Tuesday, October 19, 2010

Messed Up Thinking #5: My Feelings Are Facts

This is probably one of the biggest mistakes smart people make to ruin their lives.  They use their feelings to determine what is absolutely true.  They decide that just because something feels a certain way, then it must be an accurate reflection of reality.  And as we have witnessed recently in the news, this type of thinking can be fatal. 

To begin, feelings are not facts. They are experiences that can be extremely pleasurable or quite disturbing.  Either way, they do not always reflect what is objectively taking place around you.  For example:  When I'm waiting for that subway train to come, I often feel like it's never going to get there, and then I experience frustration, impatience, and anger.  The rational  fact is that eventually that train will be there.  It could be one minute, it could be twenty minutes, but eventually someday, sometime that train will appear.  When I decide to believe my irrational feelings, I suffer the consequences, by having unpleasant emotions.  

This can be especially troublesome in relationships when you feel like someone else is doing something wrong.  A phone call or text message isn't returned quickly.  Your partner is distracted.  Your sex life decreases.  These can all lead one to feel like a relationship is in trouble, when in fact, these can be common occurrences in any long term partnership.  These changes may mean nothing at all.  But if you make decisions solely based on how they feels, versus rationality,  you are bound to be stressed out and unhappy, and possibly destroy a union that has value to both of you.  Conversely, you may feel like someone truly loves you and wants to be with you, while the rational evidence may show that that person is not loving and caring towards you.  Either way, feelings are not the best indicator of what is actually happening in reality.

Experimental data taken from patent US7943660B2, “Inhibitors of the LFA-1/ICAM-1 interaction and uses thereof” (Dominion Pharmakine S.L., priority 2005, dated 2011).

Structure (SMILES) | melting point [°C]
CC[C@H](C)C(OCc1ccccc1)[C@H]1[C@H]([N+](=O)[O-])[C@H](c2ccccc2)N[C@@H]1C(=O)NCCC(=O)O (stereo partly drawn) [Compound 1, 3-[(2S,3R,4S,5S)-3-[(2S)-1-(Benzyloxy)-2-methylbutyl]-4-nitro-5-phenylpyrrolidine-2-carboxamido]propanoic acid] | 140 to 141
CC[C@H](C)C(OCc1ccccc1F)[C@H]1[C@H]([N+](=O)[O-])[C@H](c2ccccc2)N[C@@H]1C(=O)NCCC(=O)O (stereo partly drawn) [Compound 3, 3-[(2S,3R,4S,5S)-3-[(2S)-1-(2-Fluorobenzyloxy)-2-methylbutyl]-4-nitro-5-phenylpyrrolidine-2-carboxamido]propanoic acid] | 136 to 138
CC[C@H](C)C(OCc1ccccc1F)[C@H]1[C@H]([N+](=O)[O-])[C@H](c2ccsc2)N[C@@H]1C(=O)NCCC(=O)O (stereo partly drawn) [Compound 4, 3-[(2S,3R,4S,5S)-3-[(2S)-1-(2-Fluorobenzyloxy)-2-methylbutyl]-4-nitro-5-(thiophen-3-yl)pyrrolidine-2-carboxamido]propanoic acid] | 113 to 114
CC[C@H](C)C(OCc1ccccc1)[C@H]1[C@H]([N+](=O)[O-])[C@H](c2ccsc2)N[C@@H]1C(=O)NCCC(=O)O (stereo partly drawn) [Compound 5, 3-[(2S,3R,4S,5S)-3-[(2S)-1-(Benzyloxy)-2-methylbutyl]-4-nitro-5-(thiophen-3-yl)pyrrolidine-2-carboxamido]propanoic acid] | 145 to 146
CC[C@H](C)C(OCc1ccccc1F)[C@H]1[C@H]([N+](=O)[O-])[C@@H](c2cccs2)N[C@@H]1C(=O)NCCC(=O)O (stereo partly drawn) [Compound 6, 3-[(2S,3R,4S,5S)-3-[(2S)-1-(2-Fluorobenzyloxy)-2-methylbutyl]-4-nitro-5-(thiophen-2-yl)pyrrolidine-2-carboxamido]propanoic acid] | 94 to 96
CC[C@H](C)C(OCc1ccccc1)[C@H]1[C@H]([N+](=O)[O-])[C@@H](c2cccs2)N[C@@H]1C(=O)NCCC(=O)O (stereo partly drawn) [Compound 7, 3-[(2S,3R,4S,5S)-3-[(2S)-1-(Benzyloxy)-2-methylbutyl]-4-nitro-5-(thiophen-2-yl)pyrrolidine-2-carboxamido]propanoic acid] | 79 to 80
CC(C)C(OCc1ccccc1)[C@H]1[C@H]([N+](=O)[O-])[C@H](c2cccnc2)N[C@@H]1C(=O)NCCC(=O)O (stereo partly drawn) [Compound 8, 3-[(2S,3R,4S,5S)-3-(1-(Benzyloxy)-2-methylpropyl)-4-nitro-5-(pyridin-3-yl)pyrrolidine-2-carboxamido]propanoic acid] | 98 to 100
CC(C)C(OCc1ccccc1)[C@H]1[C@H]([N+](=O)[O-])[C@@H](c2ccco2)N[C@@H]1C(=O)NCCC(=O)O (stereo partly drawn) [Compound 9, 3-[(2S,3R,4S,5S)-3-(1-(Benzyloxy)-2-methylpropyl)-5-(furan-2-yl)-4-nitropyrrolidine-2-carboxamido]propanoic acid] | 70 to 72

Sadly, thinking that feelings are facts can have deadly consequences as well.  We are too familiar now with the frequency that young gay/lesbian people take their lives while feeling like their life will never get better.  Rationally, we know that life does get better, and the current "It Gets Better" campaign offers plenty of credible evidence to support this.  Yet suicide attempts are made from the irrational thought, "I feel my life will never get better so that must be true."

Please keep in mind, there is nothing "bad" or problematic about feelings.  As I said earlier, feelings can be wonderful pleasurable experiences.  What brings unnecessary pain is suffering is when you use feelings to decide something is true at the exclusion of rational evidence around you.  I may feel that train isn't coming, but all rational evidence would indicate it will.  I may feel my life is over when all rational evidence would indicate it will get better. 

If we want to live in a world with less suicide, less violence, and less suffering, then it begins by each person challenging automatic thought patterns.  If you want to see young people live and thrive instead of taking their lives, then all of us need to be that change.  We can all be part of the solution just by making some adjustments to our thought patterns. 

Damon L. Jacobs is a Licensed Marriage Family Therapist seeing individuals, couples, and families in New York City. He is also the author of "Absolutely Should-less: The Secret to Living the Stress-Free Life You Deserve."

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